This study proposes to test the effectiveness of an innovative cognitive-behavioural intervention designed to support developmentally appropriate disclosure to HIV-infected children by their caregiver. The proposed intervention builds on the investigators' team's prior research is informed by a cognitive behavioral perspective, as well as the Disclosure Processes Model. The investigators will also adapt components of a multi-faceted program for caregivers of HIV-infected children, developed by members of the investigators' team with funding support from the US President's Emergency Plan for AIDS Relief (PEPFAR).

Specific aims:

  1. To determine the effectiveness of a cognitive-behavior intervention for increasing disclosure of children's HIV diagnosis by caregivers to their HIV-infected children age 7-12 years old in Uganda.
  2. To determine the effect of disclosure on immediate and longer-term caregiver and child mental health, and child behavioral and clinical outcomes, and whether the intervention modifies these effects
  3. To assess the incremental cost, health impact, and cost-effectiveness of the intervention
Not Provided
Allocation: Randomized
Endpoint Classification: Efficacy Study
Intervention Model: Parallel Assignment
Masking: Single Blind (Outcomes Assessor)
Primary Purpose: Supportive Care
Paediatric HIV Diagnosis Disclosure
Behavioral: Cognitive behavioral intervention to support pediatric HIV disclosure
  • Experimental: Cognitive-behavioral intervention
    A cognitive-behavioural intervention aimed at supporting caregivers through paediatric HIV diagnosis disclosure to the child in their care.
    Intervention: Behavioral: Cognitive behavioral intervention to support pediatric HIV disclosure
  • No Intervention: Standard of Care
Not Provided

*   Includes publications given by the data provider as well as publications identified by Identifier (NCT Number) in Medline.
July 2017
May 2016   (final data collection date for primary outcome measure)

Inclusion criteria:

  • children of age 7 to 12 years;
  • confirmed HIV-infected;
  • unaware of their HIV status, according to caregiver report;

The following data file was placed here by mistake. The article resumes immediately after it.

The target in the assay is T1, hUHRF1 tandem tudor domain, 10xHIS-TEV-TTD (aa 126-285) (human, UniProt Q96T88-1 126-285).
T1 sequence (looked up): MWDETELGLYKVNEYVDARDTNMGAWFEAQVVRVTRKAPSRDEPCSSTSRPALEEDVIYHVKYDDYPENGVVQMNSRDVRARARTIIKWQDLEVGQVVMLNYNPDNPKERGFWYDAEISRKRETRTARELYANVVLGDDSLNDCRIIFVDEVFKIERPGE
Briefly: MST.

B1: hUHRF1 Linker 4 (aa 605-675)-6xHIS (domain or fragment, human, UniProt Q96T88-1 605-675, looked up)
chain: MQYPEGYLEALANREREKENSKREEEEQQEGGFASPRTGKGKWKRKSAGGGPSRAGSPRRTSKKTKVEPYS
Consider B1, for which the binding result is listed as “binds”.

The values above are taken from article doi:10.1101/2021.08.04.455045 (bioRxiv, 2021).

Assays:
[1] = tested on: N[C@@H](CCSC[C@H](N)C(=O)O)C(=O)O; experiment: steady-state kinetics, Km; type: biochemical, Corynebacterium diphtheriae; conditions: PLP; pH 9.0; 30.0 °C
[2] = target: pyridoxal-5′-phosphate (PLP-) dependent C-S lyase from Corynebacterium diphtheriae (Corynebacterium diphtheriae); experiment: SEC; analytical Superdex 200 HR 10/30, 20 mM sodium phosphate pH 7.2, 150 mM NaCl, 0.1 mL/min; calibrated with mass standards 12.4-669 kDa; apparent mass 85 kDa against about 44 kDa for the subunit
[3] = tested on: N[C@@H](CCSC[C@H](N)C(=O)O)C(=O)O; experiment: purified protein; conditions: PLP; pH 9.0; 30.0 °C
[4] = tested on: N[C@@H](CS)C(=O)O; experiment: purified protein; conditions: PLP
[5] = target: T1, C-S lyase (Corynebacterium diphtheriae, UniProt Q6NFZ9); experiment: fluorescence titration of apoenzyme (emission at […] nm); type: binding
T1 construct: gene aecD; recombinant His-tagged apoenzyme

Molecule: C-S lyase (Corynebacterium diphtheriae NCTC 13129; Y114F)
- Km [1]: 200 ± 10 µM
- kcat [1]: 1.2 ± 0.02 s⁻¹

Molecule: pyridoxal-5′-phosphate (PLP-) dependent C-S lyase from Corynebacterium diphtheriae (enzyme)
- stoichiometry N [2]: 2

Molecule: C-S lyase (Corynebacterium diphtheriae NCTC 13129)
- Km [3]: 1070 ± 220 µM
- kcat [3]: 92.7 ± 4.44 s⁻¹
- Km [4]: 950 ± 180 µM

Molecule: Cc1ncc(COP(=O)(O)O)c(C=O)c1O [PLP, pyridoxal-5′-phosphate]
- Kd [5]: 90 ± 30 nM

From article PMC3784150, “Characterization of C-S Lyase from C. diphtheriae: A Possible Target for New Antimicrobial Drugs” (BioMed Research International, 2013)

• principal caregiver, age 18 years or older, of the eligible study child is able and willing to participate in their regular treatment program (monthly visits) and data collection visits at the study clinic at 6-month intervals for 24 months;
  • agreement to participate in 3 group sessions with other caregivers over a 6 week period, and 3 counseling session with the eligible child(ren), scheduled at the same time as usual clinic visits;
  • resides within a 30km radius around the study clinic, and not planning on moving during the study period; caregiver and child must both consent / assent for participation.

Exclusion criteria:

  • caregivers and children who are unable to consent or assent to participation in the study due to cognitive impairment or illness;
  • for children, medical history of serious birth complications, severe malnutrition, bacterial meningitis, encephalitis, cerebral malaria, or other known brain injury or disorder requiring hospitalization or continued evidence of seizure or other neurological disability;
  • for caregivers, severe mental illness or developmental disability.
7 Years and older
Pediatric HIV Disclosure
Not Provided
Not Provided
Lisa M. Butler, Harvard University
Harvard University
Makerere University-Johns Hopkins University Research Collaboration
Principal Investigator: Lisa M Butler Children's Hospital Boston
Harvard University
November 2014

ICMJE     Data element required by the International Committee of Medical Journal Editors and the World Health Organization ICTRP